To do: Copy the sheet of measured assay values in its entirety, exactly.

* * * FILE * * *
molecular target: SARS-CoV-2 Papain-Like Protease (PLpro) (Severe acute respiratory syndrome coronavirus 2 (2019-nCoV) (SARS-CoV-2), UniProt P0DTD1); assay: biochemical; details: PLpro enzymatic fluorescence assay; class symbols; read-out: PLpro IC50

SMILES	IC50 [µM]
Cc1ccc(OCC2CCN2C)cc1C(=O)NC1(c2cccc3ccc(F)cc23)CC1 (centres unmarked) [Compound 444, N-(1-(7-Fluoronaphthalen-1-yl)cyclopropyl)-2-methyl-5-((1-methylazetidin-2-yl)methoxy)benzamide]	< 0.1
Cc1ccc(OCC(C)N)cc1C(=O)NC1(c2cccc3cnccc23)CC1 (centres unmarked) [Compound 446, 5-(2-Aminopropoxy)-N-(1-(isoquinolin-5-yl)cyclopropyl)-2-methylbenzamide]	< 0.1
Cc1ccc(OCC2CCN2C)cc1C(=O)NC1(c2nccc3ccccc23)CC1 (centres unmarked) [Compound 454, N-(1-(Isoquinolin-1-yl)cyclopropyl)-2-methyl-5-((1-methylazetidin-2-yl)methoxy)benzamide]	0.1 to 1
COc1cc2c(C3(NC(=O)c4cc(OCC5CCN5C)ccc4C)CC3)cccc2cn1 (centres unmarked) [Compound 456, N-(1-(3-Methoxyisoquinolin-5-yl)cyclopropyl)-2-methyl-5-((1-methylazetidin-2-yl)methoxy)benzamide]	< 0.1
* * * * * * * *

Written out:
molecular target: SARS-CoV-2 Papain-Like Protease (PLpro) (Severe acute respiratory syndrome coronavirus 2 (2019-nCoV) (SARS-CoV-2), UniProt P0DTD1); assay: biochemical; details: PLpro enzymatic fluorescence assay; class symbols; read-out: PLpro IC50

SMILES	IC50 [µM]
Cc1ccc(OCC2CCN2C)cc1C(=O)NC1(c2cccc3ccc(F)cc23)CC1 (centres unmarked) [Compound 444, N-(1-(7-Fluoronaphthalen-1-yl)cyclopropyl)-2-methyl-5-((1-methylazetidin-2-yl)methoxy)benzamide]	< 0.1
Cc1ccc(OCC(C)N)cc1C(=O)NC1(c2cccc3cnccc23)CC1 (centres unmarked) [Compound 446, 5-(2-Aminopropoxy)-N-(1-(isoquinolin-5-yl)cyclopropyl)-2-methylbenzamide]	< 0.1
Cc1ccc(OCC2CCN2C)cc1C(=O)NC1(c2nccc3ccccc23)CC1 (centres unmarked) [Compound 454, N-(1-(Isoquinolin-1-yl)cyclopropyl)-2-methyl-5-((1-methylazetidin-2-yl)methoxy)benzamide]	0.1 to 1
COc1cc2c(C3(NC(=O)c4cc(OCC5CCN5C)ccc4C)CC3)cccc2cn1 (centres unmarked) [Compound 456, N-(1-(3-Methoxyisoquinolin-5-yl)cyclopropyl)-2-methyl-5-((1-methylazetidin-2-yl)methoxy)benzamide]	< 0.1